28 Ni (Nickel)
ANickel is silvery white, hard, malleable, ductile metal, which is somewhat ferromagnetic, and a fair conductor of heat and electricity.
It is of the iron-cobalt group and it takes on a high polish.
In its familiar compounds nickel is bivalent (molecule has a valence of two), although it assumes other valences.
Most nickel compounds are blue or green.
ANickel dissolves slowly in dilute acids but, like iron, becomes passive when treated with nitric acid.
Finely divided nickel adsorbs hydrogen.
CAS Number: CAS7440-02-0
CID Number: CID935
DOT Hazard Class: 4.1
DOT Number: 3089
RTECS Number: RTECSQR5950000
Basic Properties of Nickel
Appearance: Lustrous, Metallic, and silver with a gold tinge
Mass Number: 59
Standard Atomic weight: 58.70 g/mol
Atomic number (Z): 28
Element category: Transition metal
Electrons per shell: K2, L8, M16, N2 OR K2, L8, M17, N1
Electron configuration: 1s22s22p63s23p63d84s2 OR 1s22s22p63s23p63d94s1
Thermal Properties of Nickel
Melting point: 1728 K (1455 oC, 2651 oF)
Boiling point: 3003 K (2730 oC, 4946 oF)
Debye temperature: 375 K (101.85 oC, 215.33 oF)
Fusion heat: 17.48 kJ/mol
Vaporization heat: 379 kJ/mol
Specific heat: 445 J/(kg K)
Molar heat capacity: 26.07 J/(mol.K)
Thermal expansion: 13.4 μm/(m∙K)
Thermal conductivity: 90.9 W/(m∙K)
Electrical properties of Nickel
Electrical conductivity: 14 x106 S/m
A Electrical resistivity: 69.3 nΩ∙m
A Electrical type: Conductor
Magnetic Properties of Nickel
A Magnetic type: Ferromagnetic
Curie point: 631 K (357.85 oC, 676.13 oF) (above which Ferromagnetism vanishes)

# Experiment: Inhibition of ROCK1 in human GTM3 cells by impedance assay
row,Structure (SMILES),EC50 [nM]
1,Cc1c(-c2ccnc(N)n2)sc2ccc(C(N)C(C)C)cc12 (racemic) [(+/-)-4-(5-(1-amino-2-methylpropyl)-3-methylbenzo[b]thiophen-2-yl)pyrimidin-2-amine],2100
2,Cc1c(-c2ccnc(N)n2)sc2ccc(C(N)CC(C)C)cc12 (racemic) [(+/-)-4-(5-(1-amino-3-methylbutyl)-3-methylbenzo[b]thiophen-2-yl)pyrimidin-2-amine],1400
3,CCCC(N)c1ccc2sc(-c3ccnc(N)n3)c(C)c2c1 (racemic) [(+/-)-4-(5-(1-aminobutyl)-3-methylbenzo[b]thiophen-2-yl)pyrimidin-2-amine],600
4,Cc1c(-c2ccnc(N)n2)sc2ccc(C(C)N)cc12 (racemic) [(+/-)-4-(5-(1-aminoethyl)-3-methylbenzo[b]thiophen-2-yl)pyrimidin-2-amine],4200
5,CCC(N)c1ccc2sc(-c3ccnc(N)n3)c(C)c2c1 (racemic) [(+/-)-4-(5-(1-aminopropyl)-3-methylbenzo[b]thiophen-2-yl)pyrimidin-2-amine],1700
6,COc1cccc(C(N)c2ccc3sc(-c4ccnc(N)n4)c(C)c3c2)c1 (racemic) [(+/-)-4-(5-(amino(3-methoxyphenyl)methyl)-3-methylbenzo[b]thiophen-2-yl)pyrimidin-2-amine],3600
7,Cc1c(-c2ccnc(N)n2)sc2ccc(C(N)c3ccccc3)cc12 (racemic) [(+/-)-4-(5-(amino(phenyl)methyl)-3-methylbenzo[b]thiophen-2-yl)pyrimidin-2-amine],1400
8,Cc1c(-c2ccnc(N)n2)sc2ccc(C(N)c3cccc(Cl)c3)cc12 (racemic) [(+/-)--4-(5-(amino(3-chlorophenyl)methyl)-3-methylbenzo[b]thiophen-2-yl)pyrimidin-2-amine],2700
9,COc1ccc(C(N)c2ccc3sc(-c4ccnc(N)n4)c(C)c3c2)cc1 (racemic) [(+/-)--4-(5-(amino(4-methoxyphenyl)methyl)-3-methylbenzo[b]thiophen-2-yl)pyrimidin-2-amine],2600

Magnetic susceptibility (xmol): +1860×10-6 cm3/mol
Physical Properties of Nickel
Density: 8.908 g/cm3 (In solid) 7.81 g/cm3 (In Liquid at M.P)
Molar volume: 0.000006588 m3/mol
Young’s modulus: 200 GPa
Shear modulus: 76 GPa
Mohs Hardness: 4.0
Bulk modulus: 180 GPa
Poisson ratio: 0.31
Vicker hardness: 638 MPa
Brinell hardness: 667-1600 MPa
Sound Speed: 4900 m/s
Atomic Properties of Nickel
Oxidation states: 4, 3, 2, 1, -1, -2
Valence Electrons: 3d8 4s2
Ion charge: Ni2+ Ni3+
The ionization potential of an atom: 7.61
Ionization energies: 1st: 737.1 kJ.mol 2nd: 1753 kJ/mol 3rd: 3395 kJ/mol
Ionic radius: 69 pm
Filling orbital: 3d8
Atomic radius: empirical: 124 pm
Van der Waals: 163 Pm
Covalent radius: 124±4 pm
Crystal structure: Face centered cubic
Lattice angles: π/2, π/2, π/2
Lattice constant: 352.4, 352.4, 352.4 pm
Grid parameters: a=3.524 Å
Space Group Name: Fm_3m
Space Group Number: 225
Reactivity of Nickel
Electronegativity: pauling scale: 1.91
Electron affinity: 112 kJ/mol
Nuclear Properties of Nickel
Half Life: Stable (Infinity)
Lifetime: Stable (Infinity)
Quantum Number: 3F4
Neutron cross section (Brans): 4.5
Neutron Mass Absorption: 0.0026
Isotopes: 58Ni 59Ni 60Ni 61Ni 62Ni 63Ni 64Ni
|Isotope||Abundance (%)||Atomic Mass g/mol||Half Life (t1/2)|
Chemical Reactions of Nickel
The metal does not react with Air under ambient conditions, Finely divided nickel can burn, and forming nickel(II) oxide, NiO.
2 Ni (s) + O2 (g) → 2 NiO (s)
The metal reacts slowly with Halogens, forming Nickel (ll) halides:
Ni (s) + Cl2 (g) → NiCl2 (s) [yellow] (Nickel (ll) chloride)
Ni (s) + Br2 (g) → NiBr2 (s) [yellow] (Nickel (ll) bromide)
Ni (s) + I2 (g) → NiI2 (s) [black] (Nickel (ll) iodide)
Nickel(II) can be oxidized to nickel(III) using Br2 under alkaline conditions:
2 Ni(OH)2 (s) + Br2 (aq) + 2 OH– (aq) → 2 Ni(OH)3 (s) + 2 Br– (aq)